To say that the Brooklyn Nets move the ball, as the cliche goes, “like it’s on a string” is to tell a lie. If you watch the Nets swing the ball around the key, you’re not necessarily watching it zip from guard to guard as defenders haplessly try to catch up with the action. The ball might zip around, or at least zip from player to player toward the end of an offensive trip, but it’s not constant nor frenetic. Their approach is much more methodical. It involves patience, incessant dribbling, and a predetermined destination for the ball — at least that’s what it feels like.
The Nets don’t move like molasses as much as they (very) occasionally let their plays unfold at a pace akin to that of molasses cascading out of a bowl and onto a cookie sheet. More often than not, they refuse to force the issue. Steve Nash’s offense unfolds naturally, at the appropriate pace, and logically; passes will end up where they’re supposed to end up, and plays will end as they’re supposed and expected to: with a basket, more than likely. Turnovers are inevitable, and missed shots are unavoidable. But playmaking prowess that looks this refined isn’t created in a lab overnight. It’s installed and studied meticulously so that no matter how long a possession takes, its outcome is always the same.
The Boston Celtics, so it seems, are unfamiliar with this concept. Their inability to create isn’t exactly new either.
So far in this first round series against the Nets, in which they trail 2-0, the Celtics don’t appear to have been out-assisted by anything egregious. The tally gives the Nets a 49-42 advantage in that department, close enough to trick you, dear reader, into believing that Boston and Brooklyn are buddies in at least one offensive realm. But it was in Game 2 that Boston really lacked in their playmaking; primarily, their creation for one another. While the Nets recorded 31 assists, a healthy 4.2 more than their per game season average (26.8), Boston had just 23, remaining steady with their average (23.5).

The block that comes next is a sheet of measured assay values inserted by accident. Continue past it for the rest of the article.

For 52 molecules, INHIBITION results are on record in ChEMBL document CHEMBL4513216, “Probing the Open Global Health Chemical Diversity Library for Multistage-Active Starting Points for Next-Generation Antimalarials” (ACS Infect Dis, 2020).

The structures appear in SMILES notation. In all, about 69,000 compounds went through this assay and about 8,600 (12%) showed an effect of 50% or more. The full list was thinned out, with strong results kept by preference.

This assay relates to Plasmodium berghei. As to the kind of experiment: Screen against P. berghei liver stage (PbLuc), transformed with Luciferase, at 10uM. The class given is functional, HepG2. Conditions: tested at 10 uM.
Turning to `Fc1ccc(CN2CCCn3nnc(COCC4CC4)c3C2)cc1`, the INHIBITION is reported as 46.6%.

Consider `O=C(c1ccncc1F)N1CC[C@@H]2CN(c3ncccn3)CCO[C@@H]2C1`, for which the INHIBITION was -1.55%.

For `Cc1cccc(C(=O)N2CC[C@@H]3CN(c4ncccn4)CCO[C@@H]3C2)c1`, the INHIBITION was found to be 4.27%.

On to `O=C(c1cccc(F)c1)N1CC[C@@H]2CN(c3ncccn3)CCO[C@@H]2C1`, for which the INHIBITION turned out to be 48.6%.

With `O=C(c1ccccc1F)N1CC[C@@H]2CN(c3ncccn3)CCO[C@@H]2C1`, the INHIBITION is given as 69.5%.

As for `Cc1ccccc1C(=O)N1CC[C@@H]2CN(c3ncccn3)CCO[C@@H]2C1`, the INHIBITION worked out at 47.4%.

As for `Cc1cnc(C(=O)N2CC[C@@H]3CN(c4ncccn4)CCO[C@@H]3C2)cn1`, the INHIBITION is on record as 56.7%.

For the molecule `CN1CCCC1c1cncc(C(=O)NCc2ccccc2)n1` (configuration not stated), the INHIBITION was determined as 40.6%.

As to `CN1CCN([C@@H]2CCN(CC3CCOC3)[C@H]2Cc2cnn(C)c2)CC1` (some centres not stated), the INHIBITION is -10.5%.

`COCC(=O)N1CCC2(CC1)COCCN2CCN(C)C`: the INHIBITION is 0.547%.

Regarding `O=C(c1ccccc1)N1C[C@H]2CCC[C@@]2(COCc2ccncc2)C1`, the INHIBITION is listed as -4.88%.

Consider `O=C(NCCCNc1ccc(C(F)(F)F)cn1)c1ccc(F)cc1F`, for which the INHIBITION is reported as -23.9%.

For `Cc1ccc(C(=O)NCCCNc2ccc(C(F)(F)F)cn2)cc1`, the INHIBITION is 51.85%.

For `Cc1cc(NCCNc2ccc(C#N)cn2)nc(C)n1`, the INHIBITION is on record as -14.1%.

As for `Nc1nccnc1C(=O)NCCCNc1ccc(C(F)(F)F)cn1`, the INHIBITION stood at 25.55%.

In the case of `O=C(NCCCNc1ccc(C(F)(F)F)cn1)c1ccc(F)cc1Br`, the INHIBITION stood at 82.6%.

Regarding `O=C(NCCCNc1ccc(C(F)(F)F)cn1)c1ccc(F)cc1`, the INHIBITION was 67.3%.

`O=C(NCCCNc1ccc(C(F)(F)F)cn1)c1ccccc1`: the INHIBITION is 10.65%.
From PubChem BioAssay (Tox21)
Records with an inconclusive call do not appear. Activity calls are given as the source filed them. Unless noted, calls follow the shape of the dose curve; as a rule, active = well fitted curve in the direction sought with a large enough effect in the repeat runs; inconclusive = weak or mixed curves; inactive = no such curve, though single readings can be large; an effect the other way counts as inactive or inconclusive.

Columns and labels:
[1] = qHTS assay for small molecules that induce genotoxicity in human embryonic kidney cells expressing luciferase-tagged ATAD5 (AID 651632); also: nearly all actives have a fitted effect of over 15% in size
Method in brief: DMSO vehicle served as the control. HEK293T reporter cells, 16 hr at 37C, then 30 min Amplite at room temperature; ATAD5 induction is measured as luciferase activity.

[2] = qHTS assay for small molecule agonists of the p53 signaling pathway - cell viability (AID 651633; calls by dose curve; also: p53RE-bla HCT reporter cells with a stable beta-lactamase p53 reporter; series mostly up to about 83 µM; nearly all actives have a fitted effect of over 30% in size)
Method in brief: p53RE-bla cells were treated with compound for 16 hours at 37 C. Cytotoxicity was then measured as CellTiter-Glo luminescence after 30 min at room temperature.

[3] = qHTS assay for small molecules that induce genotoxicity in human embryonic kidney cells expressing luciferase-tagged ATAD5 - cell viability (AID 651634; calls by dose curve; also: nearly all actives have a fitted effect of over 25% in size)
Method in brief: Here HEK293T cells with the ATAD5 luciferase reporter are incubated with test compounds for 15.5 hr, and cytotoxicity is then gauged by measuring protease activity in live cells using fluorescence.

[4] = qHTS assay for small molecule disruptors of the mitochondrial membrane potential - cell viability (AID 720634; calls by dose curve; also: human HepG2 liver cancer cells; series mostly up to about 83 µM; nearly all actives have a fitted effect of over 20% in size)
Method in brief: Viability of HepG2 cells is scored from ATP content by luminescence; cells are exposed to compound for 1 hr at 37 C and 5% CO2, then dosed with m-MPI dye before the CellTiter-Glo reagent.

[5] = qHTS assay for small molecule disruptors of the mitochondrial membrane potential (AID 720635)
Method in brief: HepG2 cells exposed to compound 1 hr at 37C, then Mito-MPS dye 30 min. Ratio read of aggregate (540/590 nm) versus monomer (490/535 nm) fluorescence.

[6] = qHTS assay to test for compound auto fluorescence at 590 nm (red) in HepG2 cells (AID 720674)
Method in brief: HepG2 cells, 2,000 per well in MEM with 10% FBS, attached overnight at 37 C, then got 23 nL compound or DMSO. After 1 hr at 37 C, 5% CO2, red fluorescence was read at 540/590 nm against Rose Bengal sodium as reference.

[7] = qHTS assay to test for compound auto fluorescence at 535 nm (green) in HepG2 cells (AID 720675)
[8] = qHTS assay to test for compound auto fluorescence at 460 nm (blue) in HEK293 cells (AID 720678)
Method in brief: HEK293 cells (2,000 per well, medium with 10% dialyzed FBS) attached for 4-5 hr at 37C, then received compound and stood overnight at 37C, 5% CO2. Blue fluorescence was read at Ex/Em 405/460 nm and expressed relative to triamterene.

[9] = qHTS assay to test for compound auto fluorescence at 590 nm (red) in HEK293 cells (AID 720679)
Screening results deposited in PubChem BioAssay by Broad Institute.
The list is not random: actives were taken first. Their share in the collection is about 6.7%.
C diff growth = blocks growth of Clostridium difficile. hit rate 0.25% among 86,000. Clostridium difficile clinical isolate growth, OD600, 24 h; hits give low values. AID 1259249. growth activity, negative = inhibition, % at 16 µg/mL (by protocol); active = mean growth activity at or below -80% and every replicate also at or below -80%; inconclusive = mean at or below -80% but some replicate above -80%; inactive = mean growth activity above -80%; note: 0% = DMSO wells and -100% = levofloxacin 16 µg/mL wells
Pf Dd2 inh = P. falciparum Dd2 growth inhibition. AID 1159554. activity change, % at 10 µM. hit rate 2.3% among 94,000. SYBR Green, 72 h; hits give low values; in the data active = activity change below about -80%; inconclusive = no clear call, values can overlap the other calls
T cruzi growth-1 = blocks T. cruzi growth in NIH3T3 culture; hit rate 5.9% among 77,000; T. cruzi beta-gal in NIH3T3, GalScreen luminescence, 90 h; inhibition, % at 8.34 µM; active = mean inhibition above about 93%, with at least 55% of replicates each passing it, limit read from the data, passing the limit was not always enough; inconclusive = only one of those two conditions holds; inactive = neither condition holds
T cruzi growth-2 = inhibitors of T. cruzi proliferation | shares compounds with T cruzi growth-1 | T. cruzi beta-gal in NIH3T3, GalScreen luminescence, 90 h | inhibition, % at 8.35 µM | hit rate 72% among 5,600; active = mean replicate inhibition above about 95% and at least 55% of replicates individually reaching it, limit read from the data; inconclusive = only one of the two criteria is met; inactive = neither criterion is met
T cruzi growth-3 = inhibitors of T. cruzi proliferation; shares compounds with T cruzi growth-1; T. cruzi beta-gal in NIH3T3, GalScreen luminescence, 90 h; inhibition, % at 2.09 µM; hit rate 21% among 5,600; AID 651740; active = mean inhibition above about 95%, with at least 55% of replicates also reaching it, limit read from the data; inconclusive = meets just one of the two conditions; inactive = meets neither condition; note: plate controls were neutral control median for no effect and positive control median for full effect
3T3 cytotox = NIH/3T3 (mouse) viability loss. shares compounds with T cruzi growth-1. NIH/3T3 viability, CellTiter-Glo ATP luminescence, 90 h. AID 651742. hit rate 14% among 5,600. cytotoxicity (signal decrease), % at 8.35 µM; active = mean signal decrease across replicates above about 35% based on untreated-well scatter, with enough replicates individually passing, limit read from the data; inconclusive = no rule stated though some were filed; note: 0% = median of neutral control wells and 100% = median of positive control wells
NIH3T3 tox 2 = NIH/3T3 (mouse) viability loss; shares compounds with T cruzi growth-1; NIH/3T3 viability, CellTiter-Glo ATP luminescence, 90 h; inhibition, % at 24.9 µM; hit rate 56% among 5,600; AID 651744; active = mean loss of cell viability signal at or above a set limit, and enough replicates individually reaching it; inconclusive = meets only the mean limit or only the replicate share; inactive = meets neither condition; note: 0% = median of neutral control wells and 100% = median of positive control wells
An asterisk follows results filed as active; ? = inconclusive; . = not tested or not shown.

The problem? That season average was sixth-worst in the league this season. The rank isn’t enough to indicate that the Celtics so blatantly lack a focused playmaker, especially since they keep company with teams like Dallas, New York, and Portland at the bottom of that list. But to watch them play and witness the shots they elect to take is to unveil evidence of that vital, yet barren resource in real time.
While Kemba Walker’s offensive ability has seen somewhat of a resurgence in recent weeks, he’s still hardly the Kardiac Kemba of yore. Even if he was, that Kemba was never much of a playmaker for others. He’s a career 5.4 assist per game player, one who has never averaged more than 6.1 in a season, and he’s always been much more reliable and valuable when it comes to creating his own shot than creating for teammates.
Marcus Smart isn’t exactly reliable in either sense; he’s more of a see-what-happens offensive contributor. Jaylen Brown is injured. Robert Williams is a rim dweller who can dish but shouldn’t be tasked with being a dimer in a usual sense, particularly from the low block. And the capable bench presences of Payton Pritchard, Aaron Nesmith, and Jabari Parker aren’t entering the game to pass. They’re entering to do whatever is required of them.